“The Miraculous Constitution,” Friend, Sept. 1987, inside front cover
George Washington referred to the Constitution of the United States as a miracle. In a revelation to the Prophet Joseph Smith, the Savior declared, “I established the Constitution of this land, by the hands of wise men whom I raised up unto this very purpose” (D&C 101:80). These were not ordinary men, but men chosen and held in reserve by the Lord for this very purpose.
Shortly after President Spencer W. Kimball became President of the Church, we met together in one of our weekly meetings. We spoke of the sacred records that are in the vaults of the various temples in the Church. As I was to fill a conference assignment in St. George, Utah, President Kimball asked me to go into the vault and check the early records. As I did so, I realized the fulfillment of a dream that I had had ever since learning of the visit of the Founding Fathers to the St. George Temple. I saw with my own eyes the records of the work that was done for the Founding Fathers of this great nation, beginning with George Washington. Think of it—the Founding Fathers of this nation, those great men, appeared within those sacred walls and had their vicarious work done for them!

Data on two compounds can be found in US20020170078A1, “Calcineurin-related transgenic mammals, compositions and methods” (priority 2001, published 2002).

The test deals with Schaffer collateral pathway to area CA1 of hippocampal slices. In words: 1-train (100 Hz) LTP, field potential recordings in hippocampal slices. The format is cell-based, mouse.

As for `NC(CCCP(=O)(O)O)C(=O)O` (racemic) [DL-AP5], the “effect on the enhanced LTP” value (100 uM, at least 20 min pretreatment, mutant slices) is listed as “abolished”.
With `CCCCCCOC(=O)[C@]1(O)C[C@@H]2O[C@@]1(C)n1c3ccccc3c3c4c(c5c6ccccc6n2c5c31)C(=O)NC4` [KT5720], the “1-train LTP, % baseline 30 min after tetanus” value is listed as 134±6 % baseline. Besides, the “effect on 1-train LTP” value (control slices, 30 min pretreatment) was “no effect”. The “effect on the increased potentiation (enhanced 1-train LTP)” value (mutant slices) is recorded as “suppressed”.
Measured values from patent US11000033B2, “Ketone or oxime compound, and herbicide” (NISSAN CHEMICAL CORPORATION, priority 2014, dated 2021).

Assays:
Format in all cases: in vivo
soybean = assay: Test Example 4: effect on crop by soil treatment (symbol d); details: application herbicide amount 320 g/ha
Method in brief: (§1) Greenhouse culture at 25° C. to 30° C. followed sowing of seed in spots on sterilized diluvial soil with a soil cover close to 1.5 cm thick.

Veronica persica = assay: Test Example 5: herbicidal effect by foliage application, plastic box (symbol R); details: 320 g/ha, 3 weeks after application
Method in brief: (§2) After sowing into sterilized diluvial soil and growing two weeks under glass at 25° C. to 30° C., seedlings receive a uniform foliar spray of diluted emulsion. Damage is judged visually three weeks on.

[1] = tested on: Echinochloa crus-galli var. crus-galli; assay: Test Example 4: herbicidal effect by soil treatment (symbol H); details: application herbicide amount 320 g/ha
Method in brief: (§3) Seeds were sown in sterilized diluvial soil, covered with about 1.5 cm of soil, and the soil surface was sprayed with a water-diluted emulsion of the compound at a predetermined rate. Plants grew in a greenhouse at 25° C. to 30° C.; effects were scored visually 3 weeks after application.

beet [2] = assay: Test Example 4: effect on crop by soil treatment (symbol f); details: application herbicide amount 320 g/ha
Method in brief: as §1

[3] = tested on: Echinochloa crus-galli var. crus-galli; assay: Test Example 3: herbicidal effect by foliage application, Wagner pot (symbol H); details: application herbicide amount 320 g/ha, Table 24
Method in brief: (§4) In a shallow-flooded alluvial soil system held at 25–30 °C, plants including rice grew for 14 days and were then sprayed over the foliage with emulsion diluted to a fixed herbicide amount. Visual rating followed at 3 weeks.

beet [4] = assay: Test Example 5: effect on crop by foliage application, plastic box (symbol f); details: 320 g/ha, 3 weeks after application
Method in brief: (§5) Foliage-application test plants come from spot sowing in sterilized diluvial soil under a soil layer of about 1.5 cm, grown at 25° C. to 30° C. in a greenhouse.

But we honor more than those who brought forth the Constitution. We honor the Lord who revealed it. God Himself has borne witness to the fact that He is pleased with the final product of the work of these great patriots.
In a revelation to the Prophet Joseph Smith on August 6, 1833, the Savior admonished: “I, the Lord, justify you, and your brethren of my church, in befriending that law which is the constitutional law of the land” (D&C 98:6).
I reverence the Constitution of the United States as a sacred document. To me its words are akin to the revelations of God, for God has placed His stamp of approval on the Constitution of this land. I testify that the God of heaven sent some of His choicest spirits to lay the foundation of this government, and He has sent other choice spirits—even you who read my words—to preserve it.